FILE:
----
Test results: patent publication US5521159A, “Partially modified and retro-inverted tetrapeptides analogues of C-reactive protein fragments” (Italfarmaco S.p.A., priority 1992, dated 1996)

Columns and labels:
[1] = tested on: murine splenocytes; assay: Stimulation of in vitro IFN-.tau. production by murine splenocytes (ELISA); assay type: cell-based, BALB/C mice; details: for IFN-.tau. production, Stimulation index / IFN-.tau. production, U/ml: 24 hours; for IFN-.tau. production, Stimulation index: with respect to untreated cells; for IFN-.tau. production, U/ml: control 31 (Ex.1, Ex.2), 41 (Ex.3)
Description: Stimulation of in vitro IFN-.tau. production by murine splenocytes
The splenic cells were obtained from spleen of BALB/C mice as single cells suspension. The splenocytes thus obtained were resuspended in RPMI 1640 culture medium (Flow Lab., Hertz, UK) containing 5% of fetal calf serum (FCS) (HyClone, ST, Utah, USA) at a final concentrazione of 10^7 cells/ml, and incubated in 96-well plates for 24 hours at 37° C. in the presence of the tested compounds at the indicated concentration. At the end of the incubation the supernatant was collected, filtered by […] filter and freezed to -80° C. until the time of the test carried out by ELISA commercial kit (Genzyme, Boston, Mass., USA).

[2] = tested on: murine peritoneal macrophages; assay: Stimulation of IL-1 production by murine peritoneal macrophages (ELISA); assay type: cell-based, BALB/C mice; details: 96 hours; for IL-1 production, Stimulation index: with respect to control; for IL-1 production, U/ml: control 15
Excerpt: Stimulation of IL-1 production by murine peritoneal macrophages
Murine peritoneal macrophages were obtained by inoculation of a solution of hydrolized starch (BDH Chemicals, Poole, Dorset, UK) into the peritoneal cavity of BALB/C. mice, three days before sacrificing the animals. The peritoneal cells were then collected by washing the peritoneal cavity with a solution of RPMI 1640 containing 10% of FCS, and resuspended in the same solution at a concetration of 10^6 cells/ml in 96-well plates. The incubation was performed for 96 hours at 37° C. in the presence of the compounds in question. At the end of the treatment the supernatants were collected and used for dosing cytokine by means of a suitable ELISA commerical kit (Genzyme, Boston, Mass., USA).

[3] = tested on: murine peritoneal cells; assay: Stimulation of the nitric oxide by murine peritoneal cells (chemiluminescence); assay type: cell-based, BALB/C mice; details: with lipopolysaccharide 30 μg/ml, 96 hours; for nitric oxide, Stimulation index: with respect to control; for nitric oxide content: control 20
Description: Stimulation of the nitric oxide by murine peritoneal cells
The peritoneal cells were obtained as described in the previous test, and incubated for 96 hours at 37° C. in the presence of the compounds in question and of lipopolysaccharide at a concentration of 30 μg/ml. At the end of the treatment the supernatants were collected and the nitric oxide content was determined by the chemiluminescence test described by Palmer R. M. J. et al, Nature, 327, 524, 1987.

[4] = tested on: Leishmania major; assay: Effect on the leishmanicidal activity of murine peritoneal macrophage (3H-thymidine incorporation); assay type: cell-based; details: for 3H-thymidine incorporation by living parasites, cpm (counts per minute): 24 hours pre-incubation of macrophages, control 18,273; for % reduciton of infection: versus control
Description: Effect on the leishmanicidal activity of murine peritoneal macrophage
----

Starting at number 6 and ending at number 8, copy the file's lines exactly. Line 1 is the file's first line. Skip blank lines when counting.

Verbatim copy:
[2] = tested on: murine peritoneal macrophages; assay: Stimulation of IL-1 production by murine peritoneal macrophages (ELISA); assay type: cell-based, BALB/C mice; details: 96 hours; for IL-1 production, Stimulation index: with respect to control; for IL-1 production, U/ml: control 15
Excerpt: Stimulation of IL-1 production by murine peritoneal macrophages
Murine peritoneal macrophages were obtained by inoculation of a solution of hydrolized starch (BDH Chemicals, Poole, Dorset, UK) into the peritoneal cavity of BALB/C. mice, three days before sacrificing the animals. The peritoneal cells were then collected by washing the peritoneal cavity with a solution of RPMI 1640 containing 10% of FCS, and resuspended in the same solution at a concetration of 10^6 cells/ml in 96-well plates. The incubation was performed for 96 hours at 37° C. in the presence of the compounds in question. At the end of the treatment the supernatants were collected and used for dosing cytokine by means of a suitable ELISA commerical kit (Genzyme, Boston, Mass., USA).